Indianapolis Star (Indianapolis, IN), December 4, 2005
“Storytelling enlightens our community and makes people aware of our history,” said Deborah Asante, director of the Asante Children’s Theatre and host of Saturday’s 4th annual Haughville Story Fest.
Saturday’s storytelling attracted about 100 people and featured three components: a speech from the Rev. Douglas Tate Sr. on growing up in Haughville, live folktale performances from Asante Children’s Theatre and a contest among audience members on who could tell the most believable lie.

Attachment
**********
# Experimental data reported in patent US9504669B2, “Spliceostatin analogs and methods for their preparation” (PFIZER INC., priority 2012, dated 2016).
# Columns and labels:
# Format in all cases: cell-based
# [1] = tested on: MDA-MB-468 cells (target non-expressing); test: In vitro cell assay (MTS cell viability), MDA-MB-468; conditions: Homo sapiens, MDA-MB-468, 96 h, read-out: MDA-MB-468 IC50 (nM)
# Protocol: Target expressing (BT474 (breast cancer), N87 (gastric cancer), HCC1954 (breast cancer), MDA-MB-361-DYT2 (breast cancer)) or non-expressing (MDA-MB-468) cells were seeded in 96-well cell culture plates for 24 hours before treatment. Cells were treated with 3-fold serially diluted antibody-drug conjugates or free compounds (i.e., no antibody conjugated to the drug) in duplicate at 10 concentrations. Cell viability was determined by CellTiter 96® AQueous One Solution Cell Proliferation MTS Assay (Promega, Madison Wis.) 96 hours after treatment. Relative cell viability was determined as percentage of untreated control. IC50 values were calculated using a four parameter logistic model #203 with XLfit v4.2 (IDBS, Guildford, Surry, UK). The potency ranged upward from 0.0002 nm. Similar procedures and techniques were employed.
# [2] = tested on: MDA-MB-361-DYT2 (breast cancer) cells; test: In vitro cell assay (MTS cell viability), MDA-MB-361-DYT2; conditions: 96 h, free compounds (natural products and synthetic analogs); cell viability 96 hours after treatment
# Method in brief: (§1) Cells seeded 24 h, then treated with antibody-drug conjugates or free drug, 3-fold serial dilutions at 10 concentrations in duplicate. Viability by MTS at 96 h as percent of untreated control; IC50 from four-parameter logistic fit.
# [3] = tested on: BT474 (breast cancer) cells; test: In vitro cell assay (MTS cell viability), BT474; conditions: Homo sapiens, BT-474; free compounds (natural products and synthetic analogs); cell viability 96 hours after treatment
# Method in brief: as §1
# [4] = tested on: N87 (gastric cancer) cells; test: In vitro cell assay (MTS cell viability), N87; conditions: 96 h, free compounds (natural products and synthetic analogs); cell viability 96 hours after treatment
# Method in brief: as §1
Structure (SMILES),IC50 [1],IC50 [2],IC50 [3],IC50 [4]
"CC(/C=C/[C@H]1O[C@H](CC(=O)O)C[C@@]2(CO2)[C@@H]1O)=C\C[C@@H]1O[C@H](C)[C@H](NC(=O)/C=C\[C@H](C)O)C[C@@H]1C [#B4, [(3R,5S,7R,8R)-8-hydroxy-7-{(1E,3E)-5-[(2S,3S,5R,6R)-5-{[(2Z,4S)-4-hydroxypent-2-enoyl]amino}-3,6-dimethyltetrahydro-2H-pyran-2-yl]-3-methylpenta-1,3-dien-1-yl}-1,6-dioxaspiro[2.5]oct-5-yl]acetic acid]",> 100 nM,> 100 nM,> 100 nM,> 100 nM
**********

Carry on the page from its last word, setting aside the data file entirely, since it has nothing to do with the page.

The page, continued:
Ironically enough, lying is what attracted Indianapolis actor Daniel Martin to the Asante troupe 10 years ago. Martin, who performed Saturday, said someone told him he was good at making up stories and that he should be on stage.
Martin, 24, has since outgrown the children’s theater, but he still makes appearances and helps out when he can, especially where Haughville’s concerned.
“When you hear Haughville, people think ‘hood or ignorance,” he said. “But the truth is we have a lot of talented people coming up and events like these give them a chance to show it off.”
Subjects Covered: diversity training, storytelling festivals